France, African leaders push to redirect $100 bln in IMF SDR reserves by October
French President Emmanuel Macron said on Tuesday that the Paris summit for African funding had agreed to work to persuade rich countries to reallocate IMF special drawing rights reserves to African countries by October.
Poor African economies must not lag behind in the post-pandemic economic recovery and a significant financial package is needed to provide much-needed economic stimulus, African and European leaders concluded at a summit in Paris.
In the near future, this means accelerating the introduction of the COVID-19 vaccine and creating a fiscal room for African countries, which will face a cost deficit of about $ 285 billion over the next two years, the summit said.
The communiqué sets out a bilateral response based on tackling funding needs to support sustainable, environmental recovery and the basis for private sector-led growth, but it does not affect specific commitments.
“This is a new beginning, a new agreement for Africa,” Senegalese President Mackie Sal told reporters.
The head of the International Monetary Fund (IMF), Kristalina Georgieva, said it was time to stop “the dangerous mismatch between advanced economies and developing countries, especially (c) Africa”.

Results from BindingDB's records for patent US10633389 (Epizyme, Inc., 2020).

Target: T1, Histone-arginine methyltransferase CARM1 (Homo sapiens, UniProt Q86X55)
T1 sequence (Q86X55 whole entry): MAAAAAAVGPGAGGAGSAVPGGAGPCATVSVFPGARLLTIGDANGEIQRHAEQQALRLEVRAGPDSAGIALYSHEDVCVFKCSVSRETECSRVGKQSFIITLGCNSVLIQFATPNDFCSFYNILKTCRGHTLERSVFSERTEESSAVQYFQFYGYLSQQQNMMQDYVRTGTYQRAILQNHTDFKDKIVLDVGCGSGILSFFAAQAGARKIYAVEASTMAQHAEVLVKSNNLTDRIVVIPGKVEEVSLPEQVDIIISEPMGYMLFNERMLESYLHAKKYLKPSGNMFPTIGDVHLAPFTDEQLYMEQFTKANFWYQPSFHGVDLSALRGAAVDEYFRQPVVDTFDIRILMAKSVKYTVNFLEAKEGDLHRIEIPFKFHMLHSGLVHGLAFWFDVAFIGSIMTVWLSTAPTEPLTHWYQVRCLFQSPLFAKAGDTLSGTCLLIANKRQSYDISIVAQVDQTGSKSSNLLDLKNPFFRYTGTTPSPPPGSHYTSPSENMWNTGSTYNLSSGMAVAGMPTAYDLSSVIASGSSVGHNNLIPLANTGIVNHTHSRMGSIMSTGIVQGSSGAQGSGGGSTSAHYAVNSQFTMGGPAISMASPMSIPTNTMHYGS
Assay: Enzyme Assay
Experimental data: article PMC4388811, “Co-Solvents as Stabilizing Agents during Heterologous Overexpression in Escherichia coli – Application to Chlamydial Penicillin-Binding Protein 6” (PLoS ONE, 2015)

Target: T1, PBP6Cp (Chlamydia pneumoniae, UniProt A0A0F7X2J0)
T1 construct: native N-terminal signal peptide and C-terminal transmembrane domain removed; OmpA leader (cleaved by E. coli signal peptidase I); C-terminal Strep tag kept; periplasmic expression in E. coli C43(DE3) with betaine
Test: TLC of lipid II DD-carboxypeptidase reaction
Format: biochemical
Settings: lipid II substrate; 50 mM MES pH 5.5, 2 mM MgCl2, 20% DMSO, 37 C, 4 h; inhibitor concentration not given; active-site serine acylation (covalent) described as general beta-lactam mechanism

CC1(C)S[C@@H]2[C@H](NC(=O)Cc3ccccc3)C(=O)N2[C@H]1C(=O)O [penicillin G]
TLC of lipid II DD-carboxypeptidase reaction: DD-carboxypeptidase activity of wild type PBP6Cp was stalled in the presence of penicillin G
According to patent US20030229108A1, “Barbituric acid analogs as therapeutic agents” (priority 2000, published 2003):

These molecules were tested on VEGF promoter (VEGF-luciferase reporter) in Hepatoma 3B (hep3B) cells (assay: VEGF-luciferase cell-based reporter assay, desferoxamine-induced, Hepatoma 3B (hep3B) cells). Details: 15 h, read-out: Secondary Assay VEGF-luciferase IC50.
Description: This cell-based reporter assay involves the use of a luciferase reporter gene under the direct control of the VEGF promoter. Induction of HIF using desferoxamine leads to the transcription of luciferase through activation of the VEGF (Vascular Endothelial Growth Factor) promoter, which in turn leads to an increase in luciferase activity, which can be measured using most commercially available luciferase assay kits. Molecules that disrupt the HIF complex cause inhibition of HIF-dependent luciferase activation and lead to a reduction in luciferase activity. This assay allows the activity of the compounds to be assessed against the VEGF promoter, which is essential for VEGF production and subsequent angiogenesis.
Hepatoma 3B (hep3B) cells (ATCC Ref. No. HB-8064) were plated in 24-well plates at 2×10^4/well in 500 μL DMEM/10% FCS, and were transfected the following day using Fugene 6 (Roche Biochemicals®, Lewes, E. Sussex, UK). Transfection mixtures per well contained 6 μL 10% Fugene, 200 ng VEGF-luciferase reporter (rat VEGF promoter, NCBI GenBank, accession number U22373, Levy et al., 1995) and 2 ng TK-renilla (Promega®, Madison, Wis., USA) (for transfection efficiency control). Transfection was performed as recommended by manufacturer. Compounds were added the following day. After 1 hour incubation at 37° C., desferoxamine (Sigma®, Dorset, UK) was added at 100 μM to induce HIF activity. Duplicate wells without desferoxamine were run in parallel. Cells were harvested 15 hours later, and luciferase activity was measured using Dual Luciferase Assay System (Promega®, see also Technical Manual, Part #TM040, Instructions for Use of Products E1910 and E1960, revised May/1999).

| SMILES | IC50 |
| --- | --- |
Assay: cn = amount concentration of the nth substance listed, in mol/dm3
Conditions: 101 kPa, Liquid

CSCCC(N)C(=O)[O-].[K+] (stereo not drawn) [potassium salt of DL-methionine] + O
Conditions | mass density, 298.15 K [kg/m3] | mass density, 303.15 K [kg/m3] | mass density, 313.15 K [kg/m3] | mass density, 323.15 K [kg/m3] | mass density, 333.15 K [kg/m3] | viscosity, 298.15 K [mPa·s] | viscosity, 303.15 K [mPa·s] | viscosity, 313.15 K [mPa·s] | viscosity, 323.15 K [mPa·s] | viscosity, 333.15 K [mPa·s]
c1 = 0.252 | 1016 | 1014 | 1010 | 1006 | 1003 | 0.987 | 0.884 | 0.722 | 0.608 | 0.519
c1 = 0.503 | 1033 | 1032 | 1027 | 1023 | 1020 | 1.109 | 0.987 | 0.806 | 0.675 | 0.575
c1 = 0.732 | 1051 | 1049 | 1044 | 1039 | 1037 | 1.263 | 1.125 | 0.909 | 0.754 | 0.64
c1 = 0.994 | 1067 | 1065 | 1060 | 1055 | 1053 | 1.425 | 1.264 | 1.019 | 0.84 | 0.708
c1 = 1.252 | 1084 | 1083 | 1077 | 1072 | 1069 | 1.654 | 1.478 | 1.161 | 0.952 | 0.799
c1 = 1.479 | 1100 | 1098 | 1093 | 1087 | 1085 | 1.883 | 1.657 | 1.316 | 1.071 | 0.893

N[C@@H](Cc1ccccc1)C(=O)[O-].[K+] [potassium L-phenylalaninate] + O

Georgieva said that the economic production of the African continent will increase by only 3.2% in 2021, compared to 6% in the rest of the world.
Central to the negotiations was the question of how to redistribute the IMF’s reserves (SDRs), which were destined for developed countries to emerging economies.
World financial leaders agreed in April to increase the SDR by $ 650 billion and extend the debt service freeze to help developing countries cope with the pandemic, although only $ 34 billion had to be allocated to Africa.
Macron said France had decided to redirect its SDRs and that there was an agreement to try to get rich countries to redistribute $ 100 billion to Africa by October.
“Our job in the next few weeks will be to make the same efforts as France, starting with the United States, and I know all the work we have to do with Congress and the executive, but I’m confident,” he told reporters.
Georgieva promised to come up with a new distribution proposal by August.
“For $ 100 billion, is that enough? Let’s be very clear, it’s not enough. We have a financial difference just to catch up with COVID’s $ 285 billion impact on Africa,” she said. really a situation with hands on deck. “
“We need to get the private sector involved to enter a risky environment through non-risky investments.”
The summit was part of Macron’s efforts to rework France’s commitment to Africa, where it was once a colonial power, at a time when the continent is facing a nearly $ 300 billion deficit by the end of 2023 as it tries to recover. from the decline.
The African Development Bank estimates that up to 39 million people could fall into poverty this year, with many African countries at risk of debt due to the pandemic.
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